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Olympic Trials Spotlight - Cyrus Hostetler


Cyrus Hostetler’s rise to success in the javelin has been a journey.

After placing third at the 2011 USA Outdoor Championships, Hostetler earned a silver medal at the Pan American Games, the Olympic “A” standard and recorded the top throw in the country at 82.24m/269-10. He now focuses his attention to the Olympic Team Trials - Track & Field, June 21-July 1 in Eugene, Ore.

But his journey to become one of the best javelin throwers in the country was as unique as the event itself.

Hostetler didn’t pick up a javelin until late into his senior year of high school at Newberg (Ore.) High School. A football, basketball and baseball player, those around him noticed his speed and endurance each day in practice. It was suggested to him to go out for track and Hostetler jumped at the opportunity. His overall athletic ability led him to the javelin.

“I tried out for track and they knew I could throw,” Hostetler said. “I probably had the best throwing arm in the school. They knew I could throw the baseball and football so they figured I could do the javelin.”

Within three weeks he threw 57.18m/187-7. Continuing to improve, Hostetler placed fifth at the 2005 USA Junior Championships in 62.55m/205-2 and beat out the top ranked javelin thrower in the country.

However, despite his success Hostetler had other plans for college.

“My original plan was to go to a Division I-AA (Football Championship Subdivision) school for football,” he said. “I was banking on an athletic scholarship to get into college. My family didn’t have money for me to go to school so it was either get a scholarship or work a full-time job.”

After a few weeks of struggling to find a football scholarship, Hostetler’s mom suggested he take another route.

“My mom said to me that instead of struggling and waiting to hear on a football scholarship that I should see where track and field could take me,” said Hostetler. “It was my mom who made me think about throwing javelin collegiately.”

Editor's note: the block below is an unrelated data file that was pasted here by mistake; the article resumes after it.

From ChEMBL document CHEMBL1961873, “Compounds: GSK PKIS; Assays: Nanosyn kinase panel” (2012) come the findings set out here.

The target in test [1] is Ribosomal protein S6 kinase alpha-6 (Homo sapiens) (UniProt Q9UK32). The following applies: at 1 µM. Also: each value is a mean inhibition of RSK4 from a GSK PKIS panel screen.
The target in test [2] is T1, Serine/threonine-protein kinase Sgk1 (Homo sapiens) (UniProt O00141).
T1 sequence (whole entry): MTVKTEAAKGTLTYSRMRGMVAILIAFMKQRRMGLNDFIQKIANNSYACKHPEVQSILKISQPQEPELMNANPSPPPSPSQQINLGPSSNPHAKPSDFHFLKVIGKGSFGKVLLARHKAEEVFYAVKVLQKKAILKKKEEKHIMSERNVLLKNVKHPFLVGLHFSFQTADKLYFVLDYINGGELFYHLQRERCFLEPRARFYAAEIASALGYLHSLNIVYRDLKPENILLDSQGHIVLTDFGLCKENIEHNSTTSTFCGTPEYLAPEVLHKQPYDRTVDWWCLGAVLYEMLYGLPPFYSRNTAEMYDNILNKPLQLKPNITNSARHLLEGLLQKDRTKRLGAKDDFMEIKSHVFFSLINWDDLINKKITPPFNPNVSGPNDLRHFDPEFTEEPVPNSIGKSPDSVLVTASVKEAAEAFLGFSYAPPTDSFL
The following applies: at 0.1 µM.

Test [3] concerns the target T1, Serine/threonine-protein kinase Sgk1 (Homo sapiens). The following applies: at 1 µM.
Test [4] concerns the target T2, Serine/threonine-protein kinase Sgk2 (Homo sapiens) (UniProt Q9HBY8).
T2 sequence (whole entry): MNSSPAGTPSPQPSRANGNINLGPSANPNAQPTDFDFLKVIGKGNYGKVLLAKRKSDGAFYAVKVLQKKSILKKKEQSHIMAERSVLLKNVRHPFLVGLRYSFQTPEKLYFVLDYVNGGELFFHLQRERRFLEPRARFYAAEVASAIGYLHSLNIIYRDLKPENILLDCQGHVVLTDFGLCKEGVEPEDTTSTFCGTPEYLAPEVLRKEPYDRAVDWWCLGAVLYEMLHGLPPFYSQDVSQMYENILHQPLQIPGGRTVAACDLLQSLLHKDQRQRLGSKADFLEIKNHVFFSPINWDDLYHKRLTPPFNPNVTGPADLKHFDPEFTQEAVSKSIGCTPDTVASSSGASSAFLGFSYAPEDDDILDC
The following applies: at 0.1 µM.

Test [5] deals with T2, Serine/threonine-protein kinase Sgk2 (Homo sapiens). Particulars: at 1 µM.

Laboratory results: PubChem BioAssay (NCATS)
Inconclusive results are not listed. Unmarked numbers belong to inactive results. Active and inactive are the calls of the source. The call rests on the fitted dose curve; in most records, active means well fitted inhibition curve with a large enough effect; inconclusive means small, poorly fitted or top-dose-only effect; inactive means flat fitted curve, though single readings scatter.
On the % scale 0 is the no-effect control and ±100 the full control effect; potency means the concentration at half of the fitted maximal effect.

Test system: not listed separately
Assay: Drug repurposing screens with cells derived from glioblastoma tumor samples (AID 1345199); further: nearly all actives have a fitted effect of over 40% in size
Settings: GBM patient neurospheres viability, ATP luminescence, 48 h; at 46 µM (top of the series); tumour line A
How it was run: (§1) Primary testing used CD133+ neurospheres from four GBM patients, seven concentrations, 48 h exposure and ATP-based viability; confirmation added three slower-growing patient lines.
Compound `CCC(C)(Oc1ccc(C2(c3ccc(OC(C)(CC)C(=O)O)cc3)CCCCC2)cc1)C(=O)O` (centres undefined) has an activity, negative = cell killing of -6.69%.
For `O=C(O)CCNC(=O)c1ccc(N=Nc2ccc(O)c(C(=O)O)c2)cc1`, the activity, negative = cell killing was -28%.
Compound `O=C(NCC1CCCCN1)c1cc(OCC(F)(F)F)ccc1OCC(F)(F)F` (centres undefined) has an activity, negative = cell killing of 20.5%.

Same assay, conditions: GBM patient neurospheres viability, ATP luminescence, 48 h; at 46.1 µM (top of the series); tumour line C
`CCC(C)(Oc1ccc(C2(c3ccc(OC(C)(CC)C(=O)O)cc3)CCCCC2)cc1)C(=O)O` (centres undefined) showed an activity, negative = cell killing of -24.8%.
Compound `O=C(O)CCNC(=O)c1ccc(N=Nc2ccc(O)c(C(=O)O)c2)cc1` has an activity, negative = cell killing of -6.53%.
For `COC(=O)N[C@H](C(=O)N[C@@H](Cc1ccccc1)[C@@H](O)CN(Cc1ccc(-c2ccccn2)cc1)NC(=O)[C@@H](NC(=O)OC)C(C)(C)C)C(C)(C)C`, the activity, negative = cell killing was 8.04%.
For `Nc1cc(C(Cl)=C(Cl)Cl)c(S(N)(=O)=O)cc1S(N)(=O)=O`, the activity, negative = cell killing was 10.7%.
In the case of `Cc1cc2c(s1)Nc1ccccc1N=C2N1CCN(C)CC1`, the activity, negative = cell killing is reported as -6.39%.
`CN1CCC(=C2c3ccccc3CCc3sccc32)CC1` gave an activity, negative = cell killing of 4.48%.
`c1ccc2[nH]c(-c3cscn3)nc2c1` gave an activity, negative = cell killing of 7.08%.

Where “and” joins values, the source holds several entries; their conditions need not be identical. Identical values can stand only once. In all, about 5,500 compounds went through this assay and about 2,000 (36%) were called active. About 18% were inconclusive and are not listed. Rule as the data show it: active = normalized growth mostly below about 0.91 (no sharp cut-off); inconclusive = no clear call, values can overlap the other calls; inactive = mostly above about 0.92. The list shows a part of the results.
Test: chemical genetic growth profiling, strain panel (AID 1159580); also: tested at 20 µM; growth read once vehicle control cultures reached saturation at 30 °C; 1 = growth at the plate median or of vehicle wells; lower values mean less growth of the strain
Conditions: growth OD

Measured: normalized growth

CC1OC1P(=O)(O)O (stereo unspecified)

With the encouragement of his mom, Hostetler began throwing the javelin for Weber State University. However, Hostetler was plagued by injuries, which included straining his elbow and tearing his ulnar collateral ligament. After one year at Weber State he transferred to Lane Community College where he qualified for the 2008 Olympic Trials. At the Trials he placed 18th, but just one foot behind American record holder Breaux Greer.

Hostetler next returned to his home state and competed at the University of Oregon. He earned All-American honors by placing fourth at the NCAA Championships. However, the injury bug returned when he tore two knee ligaments while playing basketball. Recovering once again Hostetler earned All-American honors in 2010, but tore additional knee ligaments and meniscus at the USA Outdoor Championships.

“Health is everything,” Hostetler said. “Javelin is probably one of the most violent events. You run forward, jump sideways and try to stop full speed on one leg and throw. It’s a dangerous event. You can get injured just about anywhere. Over the years I’ve compiled many injuries.”

With help from Oregon coach Christina Scherwin, Hostetler has created a program that helps to manage his injuries and prevent further damage.

“Coach (Scherwin) always says, ‘it’s better to be five percent undertrained than five percent overtrained,’” Hostetler said. “If you can stay away from injury you can be very successful.”

Since his last major surgery, Hostetler has stayed away from serious injuries and gained strength that will help him on his quest for a spot on Team USA for the London Olympic Games.

“I have been lucky and able to just prepare for the Olympic Trials because I already have the Olympic ‘A’ standard,” Hostetler said, “Coach (Scherwin) and I have been planning this entire year around the Olympic Trials and taking it one step at a time.”

He hopes that next step will land him on a plane bound for London.

“Coach (Scherwin) and I talk about making the Olympic team, making the Olympic finals and then working on shooting for that big throw to win an Olympic medal,” said Hostetler. “We can’t have the medal without doing well each step in between.”

And that would make everything he has been through worthwhile.

“It would justify all the hard training that I have gone through, the injuries I have dealt with, the sacrifices that I have made,” Hostetler said. “Training for the Olympics is something you really have to be passionate about.”

A complete bio for Hostetler can be found on

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